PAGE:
Journal of Assisted Reproduction and Genetics

, Volume 35, Issue 3, pp 409–416 | Cite as

Sex selection for non-medical indications: a survey of current pre-implantation genetic screening practices among U.S. ART clinics

  • Sarah M. Capelouto
  • Sydney R. Archer
  • Jerrine R. Morris
  • Jennifer F. Kawwass
  • Heather S. Hipp
Assisted Reproduction Technologies



This study aimed to determine the current percentage of United States (U.S.) assisted reproductive technology (ART) clinics offering sex selection via pre-implantation genetic screening (PGS) for non-medical purposes.


The authors conducted website review and telephone interview survey of 493 U.S. ART clinics performing in vitro fertilization (IVF) in 2017. Main outcome measures were pre-implantation genetic screening (PGS)/pre-implantation genetic diagnosis (PGD) practices and non-medical sex selection practices including family balancing.


Of the 493 ART clinics in the USA, 482 clinics (97.8%) responded to our telephone interview survey. Among all U.S. ART clinics, 91.9% (n = 449) reported offering PGS and/or PGD. Furthermore, 476 clinics responded to survey questions about sex selection practices. Of those ART clinics, 72.7% (n = 346) reported offering sex selection. More specifically among those clinics offering sex selection, 93.6% (n = 324) reported performing sex selection for family balancing, and 81.2% (n = 281) reported performing for elective purposes (patient preference, regardless of rationale for the request). For couples without infertility, 83.5% (n = 289) of clinics offer sex selection for family balancing and 74.6% (n = 258) for non-specific elective reasons.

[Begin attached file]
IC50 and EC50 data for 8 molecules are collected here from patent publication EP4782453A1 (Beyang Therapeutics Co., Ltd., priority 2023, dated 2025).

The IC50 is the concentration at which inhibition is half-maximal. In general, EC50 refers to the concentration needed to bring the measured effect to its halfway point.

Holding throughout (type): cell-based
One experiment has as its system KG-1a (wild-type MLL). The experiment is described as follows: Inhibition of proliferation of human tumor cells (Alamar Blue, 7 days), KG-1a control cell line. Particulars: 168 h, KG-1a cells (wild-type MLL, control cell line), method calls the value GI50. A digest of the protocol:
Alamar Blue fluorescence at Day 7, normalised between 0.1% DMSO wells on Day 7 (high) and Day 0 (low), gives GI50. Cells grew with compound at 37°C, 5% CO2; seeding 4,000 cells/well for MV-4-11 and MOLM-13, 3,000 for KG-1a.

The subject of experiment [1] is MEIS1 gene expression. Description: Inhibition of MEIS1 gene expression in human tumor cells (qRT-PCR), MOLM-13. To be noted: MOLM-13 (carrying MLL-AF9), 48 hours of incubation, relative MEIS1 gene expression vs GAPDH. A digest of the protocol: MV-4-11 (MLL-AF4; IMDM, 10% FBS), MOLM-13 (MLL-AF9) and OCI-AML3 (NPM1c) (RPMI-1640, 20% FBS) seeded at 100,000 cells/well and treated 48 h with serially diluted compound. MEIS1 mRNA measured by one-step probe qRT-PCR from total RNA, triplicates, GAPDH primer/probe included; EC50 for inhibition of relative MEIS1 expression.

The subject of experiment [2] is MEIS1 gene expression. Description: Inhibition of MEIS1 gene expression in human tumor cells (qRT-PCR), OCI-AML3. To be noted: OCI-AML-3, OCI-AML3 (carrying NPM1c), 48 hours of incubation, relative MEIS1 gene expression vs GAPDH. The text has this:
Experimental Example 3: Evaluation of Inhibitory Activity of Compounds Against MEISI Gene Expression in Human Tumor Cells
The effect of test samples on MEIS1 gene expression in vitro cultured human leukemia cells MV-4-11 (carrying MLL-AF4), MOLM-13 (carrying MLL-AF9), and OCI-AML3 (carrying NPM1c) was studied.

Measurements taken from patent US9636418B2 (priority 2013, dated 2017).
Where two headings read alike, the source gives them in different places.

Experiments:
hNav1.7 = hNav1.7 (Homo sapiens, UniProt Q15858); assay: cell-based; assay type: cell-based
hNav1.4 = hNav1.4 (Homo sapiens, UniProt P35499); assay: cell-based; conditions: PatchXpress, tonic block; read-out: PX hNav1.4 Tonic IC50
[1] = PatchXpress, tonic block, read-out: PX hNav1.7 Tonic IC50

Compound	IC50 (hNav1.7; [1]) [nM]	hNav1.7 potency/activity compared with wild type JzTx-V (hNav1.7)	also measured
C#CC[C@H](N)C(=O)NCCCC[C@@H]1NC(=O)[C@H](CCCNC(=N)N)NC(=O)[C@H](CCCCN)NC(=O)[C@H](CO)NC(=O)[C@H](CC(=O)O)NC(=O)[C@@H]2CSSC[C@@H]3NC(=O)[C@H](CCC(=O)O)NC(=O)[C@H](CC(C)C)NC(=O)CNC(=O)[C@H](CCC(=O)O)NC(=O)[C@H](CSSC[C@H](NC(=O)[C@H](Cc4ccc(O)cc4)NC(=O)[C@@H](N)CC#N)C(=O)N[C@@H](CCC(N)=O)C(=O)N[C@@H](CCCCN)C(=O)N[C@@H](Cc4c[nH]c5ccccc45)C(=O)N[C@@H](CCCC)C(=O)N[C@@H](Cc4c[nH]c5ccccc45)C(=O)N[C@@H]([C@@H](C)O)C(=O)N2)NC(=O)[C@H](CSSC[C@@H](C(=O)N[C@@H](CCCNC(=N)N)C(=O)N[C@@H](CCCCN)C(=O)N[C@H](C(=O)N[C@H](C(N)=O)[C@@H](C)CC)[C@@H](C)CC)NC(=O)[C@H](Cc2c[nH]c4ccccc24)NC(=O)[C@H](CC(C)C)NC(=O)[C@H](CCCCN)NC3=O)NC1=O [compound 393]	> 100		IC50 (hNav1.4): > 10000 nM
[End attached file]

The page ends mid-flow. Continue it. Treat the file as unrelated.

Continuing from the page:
The majority of U.S. ART clinics offer non-medical sex selection, a percentage that has increased substantially since last reported in 2006.


Non-medical sex selection Gender selection Family balancing Pre-implantation genetic screening (PGS) Pre-implantation genetic diagnosis (PGD) 


Compliance with ethical standards

Conflict of interest

The authors declare that they have no conflict of interest.


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Copyright information

© Springer Science+Business Media, LLC 2017

Authors and Affiliations

  • Sarah M. Capelouto
    • 1
  • Sydney R. Archer
    • 1
  • Jerrine R. Morris
    • 2
  • Jennifer F. Kawwass
    • 3
  • Heather S. Hipp
    • 3
  1. 1.Emory University School of MedicineAtlantaUSA
  2. 2.Emory University Department of Gynecology and ObstetricsEmory University School of MedicineAtlantaUSA
  3. 3.Emory University Department of Gynecology and Obstetrics, Division of Reproductive Endocrinology & InfertilityEmory Reproductive CenterAtlantaUSA

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